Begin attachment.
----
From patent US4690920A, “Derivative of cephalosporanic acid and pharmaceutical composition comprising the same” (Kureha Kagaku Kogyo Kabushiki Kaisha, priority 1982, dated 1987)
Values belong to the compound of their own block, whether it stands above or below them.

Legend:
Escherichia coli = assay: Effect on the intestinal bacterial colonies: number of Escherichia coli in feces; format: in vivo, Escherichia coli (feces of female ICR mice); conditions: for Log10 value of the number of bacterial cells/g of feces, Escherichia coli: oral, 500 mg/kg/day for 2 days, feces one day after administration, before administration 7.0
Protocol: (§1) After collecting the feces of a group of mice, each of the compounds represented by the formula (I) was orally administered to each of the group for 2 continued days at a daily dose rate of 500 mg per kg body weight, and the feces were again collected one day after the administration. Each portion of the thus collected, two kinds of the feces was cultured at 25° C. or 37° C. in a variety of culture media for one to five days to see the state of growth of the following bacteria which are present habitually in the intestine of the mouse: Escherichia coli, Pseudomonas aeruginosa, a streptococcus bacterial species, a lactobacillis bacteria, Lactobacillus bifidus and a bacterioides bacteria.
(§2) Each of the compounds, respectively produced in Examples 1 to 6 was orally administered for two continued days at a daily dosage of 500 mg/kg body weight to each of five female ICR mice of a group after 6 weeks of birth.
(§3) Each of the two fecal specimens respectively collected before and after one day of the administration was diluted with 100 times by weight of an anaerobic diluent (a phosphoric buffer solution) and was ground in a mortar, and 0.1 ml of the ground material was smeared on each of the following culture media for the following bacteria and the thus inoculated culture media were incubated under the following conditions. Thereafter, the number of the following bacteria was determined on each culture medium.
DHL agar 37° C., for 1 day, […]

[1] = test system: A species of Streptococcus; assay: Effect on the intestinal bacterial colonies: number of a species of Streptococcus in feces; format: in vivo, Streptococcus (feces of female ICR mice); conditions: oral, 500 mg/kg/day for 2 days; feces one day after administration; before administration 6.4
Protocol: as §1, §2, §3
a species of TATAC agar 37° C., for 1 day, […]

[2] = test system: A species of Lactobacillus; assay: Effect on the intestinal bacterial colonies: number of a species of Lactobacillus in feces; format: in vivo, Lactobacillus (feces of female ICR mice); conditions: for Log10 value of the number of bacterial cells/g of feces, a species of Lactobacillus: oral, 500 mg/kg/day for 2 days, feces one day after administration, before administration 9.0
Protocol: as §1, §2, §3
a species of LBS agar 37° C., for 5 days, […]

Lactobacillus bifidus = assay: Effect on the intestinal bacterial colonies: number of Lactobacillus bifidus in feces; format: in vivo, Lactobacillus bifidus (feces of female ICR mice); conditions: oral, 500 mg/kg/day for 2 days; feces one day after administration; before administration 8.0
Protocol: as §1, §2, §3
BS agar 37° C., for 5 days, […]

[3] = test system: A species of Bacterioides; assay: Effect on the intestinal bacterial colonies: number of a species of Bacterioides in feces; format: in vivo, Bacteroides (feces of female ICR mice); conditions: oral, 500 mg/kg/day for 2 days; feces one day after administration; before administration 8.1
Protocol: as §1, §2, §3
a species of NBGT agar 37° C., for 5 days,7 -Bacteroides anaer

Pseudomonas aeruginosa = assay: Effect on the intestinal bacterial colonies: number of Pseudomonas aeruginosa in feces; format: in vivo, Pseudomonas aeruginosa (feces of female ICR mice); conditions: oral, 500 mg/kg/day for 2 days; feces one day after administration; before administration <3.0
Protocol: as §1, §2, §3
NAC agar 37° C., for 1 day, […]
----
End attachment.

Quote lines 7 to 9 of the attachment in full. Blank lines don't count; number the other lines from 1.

(§3) Each of the two fecal specimens respectively collected before and after one day of the administration was diluted with 100 times by weight of an anaerobic diluent (a phosphoric buffer solution) and was ground in a mortar, and 0.1 ml of the ground material was smeared on each of the following culture media for the following bacteria and the thus inoculated culture media were incubated under the following conditions. Thereafter, the number of the following bacteria was determined on each culture medium.
DHL agar 37° C., for 1 day, […]

[1] = test system: A species of Streptococcus; assay: Effect on the intestinal bacterial colonies: number of a species of Streptococcus in feces; format: in vivo, Streptococcus (feces of female ICR mice); conditions: oral, 500 mg/kg/day for 2 days; feces one day after administration; before administration 6.4